Lawsuit Claims Scrub the Advertising…not your skin. The makers of St. Ives Apricot Scrub are facing a consumer fraud class action lawsuit that claims the facial cleansing product damages users’ skin.
Filed by Kaylee Browning and Sarah Basile in the U.S. District Court in California against Unilever, the parent company of St. Ives, the lawsuit claims that advertising for the product states it will give people softer skin. However, the plaintiffs claim the product is “unfit” to use. They state in the lawsuit that the scrub contains crushed walnut shells, which make the product completely unsuitable to be used on one’s face.
The St. Ives scrub lawsuit cites a 2015 quote in a New York Magazine article by a dermatologist who said: “[l]arge, hard, and sandlike rocks” like those in St. Ives Apricot Scrub are “too abrasive for the face’s thin skin.”
Citing another quote from that same article, the lawsuit contends that abrasive scrubs create “micro-tears” in the skin, and that this damage makes the skin “more vulnerable to environmental damages, pollution, and sun damage.”
The plaintiffs claim that Unilever has known about these issues, as it advertises the product as being “dermatologist tested.” Yet despite knowing this, Unilever does not disclose that the product causes skin damage or that it is not actually recommended by dermatologists, the plaintiffs claim.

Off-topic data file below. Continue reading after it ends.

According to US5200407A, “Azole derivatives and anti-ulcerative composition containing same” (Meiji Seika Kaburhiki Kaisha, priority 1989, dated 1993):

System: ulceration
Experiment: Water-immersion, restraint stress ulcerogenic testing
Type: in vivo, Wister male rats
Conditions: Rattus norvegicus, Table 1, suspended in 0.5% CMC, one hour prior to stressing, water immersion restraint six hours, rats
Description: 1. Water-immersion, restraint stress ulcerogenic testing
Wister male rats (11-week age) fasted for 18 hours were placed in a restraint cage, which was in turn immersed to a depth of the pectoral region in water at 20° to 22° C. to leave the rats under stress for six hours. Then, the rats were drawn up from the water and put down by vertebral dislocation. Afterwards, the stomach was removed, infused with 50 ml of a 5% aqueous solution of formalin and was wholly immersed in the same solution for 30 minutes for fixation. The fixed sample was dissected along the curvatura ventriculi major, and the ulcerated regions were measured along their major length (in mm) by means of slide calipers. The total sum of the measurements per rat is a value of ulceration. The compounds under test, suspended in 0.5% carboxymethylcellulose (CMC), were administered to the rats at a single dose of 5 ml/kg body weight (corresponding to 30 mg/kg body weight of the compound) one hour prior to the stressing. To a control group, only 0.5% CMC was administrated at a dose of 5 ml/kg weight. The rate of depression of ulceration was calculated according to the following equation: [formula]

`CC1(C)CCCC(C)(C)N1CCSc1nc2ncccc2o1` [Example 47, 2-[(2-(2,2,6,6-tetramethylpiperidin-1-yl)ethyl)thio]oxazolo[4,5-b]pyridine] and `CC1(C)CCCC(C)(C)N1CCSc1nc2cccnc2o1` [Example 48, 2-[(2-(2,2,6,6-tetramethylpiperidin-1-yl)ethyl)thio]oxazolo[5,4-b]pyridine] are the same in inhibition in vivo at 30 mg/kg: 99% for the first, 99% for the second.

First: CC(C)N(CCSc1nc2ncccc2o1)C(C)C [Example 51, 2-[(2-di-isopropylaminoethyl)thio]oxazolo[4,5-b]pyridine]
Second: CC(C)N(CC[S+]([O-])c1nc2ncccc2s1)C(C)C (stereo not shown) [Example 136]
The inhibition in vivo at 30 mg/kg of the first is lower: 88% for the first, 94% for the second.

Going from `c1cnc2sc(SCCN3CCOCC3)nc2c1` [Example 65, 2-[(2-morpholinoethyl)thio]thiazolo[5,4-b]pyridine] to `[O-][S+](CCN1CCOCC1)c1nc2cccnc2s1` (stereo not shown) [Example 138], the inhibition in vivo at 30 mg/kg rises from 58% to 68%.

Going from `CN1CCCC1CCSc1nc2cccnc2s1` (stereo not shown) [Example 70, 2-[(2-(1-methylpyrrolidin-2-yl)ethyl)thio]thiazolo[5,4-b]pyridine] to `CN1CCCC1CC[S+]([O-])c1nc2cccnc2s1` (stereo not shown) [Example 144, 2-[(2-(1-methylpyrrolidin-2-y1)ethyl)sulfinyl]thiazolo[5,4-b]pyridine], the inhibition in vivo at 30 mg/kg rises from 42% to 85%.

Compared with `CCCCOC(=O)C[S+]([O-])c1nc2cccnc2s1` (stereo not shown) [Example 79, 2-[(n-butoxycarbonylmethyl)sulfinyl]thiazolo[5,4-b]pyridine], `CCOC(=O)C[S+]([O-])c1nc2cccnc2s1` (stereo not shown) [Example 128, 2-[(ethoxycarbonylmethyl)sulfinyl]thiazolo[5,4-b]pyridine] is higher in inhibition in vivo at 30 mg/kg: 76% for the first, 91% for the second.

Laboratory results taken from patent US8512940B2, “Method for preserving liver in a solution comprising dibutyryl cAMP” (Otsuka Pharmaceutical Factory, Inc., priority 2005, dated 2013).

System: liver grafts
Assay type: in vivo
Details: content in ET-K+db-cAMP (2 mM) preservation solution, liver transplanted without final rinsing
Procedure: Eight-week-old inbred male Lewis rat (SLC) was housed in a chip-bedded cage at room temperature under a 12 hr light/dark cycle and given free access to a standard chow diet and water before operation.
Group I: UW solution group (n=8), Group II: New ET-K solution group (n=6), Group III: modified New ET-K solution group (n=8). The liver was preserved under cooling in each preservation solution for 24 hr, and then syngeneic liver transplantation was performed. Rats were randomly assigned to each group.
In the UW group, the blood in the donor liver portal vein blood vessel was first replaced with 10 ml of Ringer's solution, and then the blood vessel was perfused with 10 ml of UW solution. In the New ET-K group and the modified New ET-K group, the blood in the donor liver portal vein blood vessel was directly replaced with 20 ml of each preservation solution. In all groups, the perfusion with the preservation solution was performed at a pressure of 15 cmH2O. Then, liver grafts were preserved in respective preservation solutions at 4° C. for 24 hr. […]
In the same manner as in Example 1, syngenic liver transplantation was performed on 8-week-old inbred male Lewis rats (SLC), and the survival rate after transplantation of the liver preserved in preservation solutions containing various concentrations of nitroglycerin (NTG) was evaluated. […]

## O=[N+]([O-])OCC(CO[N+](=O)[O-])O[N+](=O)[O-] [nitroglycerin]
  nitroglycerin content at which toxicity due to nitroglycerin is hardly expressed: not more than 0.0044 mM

Further, the plaintiffs assert that Unilever’s representation that St. Ives Apricot Scrub is “non-comedogenic,” i.e. that it does not tend to clog pores is false, as several of the product’s ingredients are allegedly highly comedogenic.
The named plaintiffs seek to represent a nationwide Class consisting of all persons in the U.S. who purchased St. Ives Apricot Scrub. They also propose to represent two subclasses, each from their respective home states of California and New York.
The lawsuit is Kaylee Browning, et al. v. Unilever United States Inc., Case No. 8:16-cv-2210, in the U.S. District Court for the Central District of California.
Chemical Dumping Victim Awarded $10.5M. DuPont’s losing—to the tune of millions. $10.5 million in punitive damages has been awarded to a man who alleges DuPont’s C8 chemical dumping caused his cancer. This punitive award is the largest punitive to date in the multidistrict litigation (MDL).
The jury awarded the $10.5 million on top of $2 million in compensatory damages, to Kenneth Vigneron as well as his attorney’s fees. Vigneron claims that DuPont’s decades long practice of dumping Teflon ingredient C8 into the air and water from their factory on the Ohio river in West Virginia, has caused a cancer cluster in a number of Ohio water districts.
Verdicts from two earlier trials favoring the plaintiffs in the MDL are on appeal. The next trial is set to begin January 17, with 11 more trials set for later in the year in four different cities.
The cases are In re: E.I. du Pont de Nemours and Co. C-8 Personal Injury Litigation, case number 2:13-md-02433, and Vigneron v. DuPont, case number 2:13-cv-00136, both in the U.S. District Court for the Southern District of Ohio.